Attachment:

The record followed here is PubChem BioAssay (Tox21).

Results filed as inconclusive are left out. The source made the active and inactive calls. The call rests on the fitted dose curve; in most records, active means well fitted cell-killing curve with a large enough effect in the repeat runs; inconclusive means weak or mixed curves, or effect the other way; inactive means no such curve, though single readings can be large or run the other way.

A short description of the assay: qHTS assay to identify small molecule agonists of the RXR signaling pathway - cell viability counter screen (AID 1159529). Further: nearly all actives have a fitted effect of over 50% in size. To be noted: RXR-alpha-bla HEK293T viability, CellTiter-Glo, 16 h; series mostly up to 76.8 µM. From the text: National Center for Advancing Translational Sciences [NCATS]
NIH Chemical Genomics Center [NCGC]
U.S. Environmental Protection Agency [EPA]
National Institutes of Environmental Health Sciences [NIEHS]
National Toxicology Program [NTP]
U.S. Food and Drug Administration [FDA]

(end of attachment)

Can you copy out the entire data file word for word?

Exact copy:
The record followed here is PubChem BioAssay (Tox21).

Results filed as inconclusive are left out. The source made the active and inactive calls. The call rests on the fitted dose curve; in most records, active means well fitted cell-killing curve with a large enough effect in the repeat runs; inconclusive means weak or mixed curves, or effect the other way; inactive means no such curve, though single readings can be large or run the other way.

A short description of the assay: qHTS assay to identify small molecule agonists of the RXR signaling pathway - cell viability counter screen (AID 1159529). Further: nearly all actives have a fitted effect of over 50% in size. To be noted: RXR-alpha-bla HEK293T viability, CellTiter-Glo, 16 h; series mostly up to 76.8 µM. From the text: National Center for Advancing Translational Sciences [NCATS]
NIH Chemical Genomics Center [NCGC]
U.S. Environmental Protection Agency [EPA]
National Institutes of Environmental Health Sciences [NIEHS]
National Toxicology Program [NTP]
U.S. Food and Drug Administration [FDA]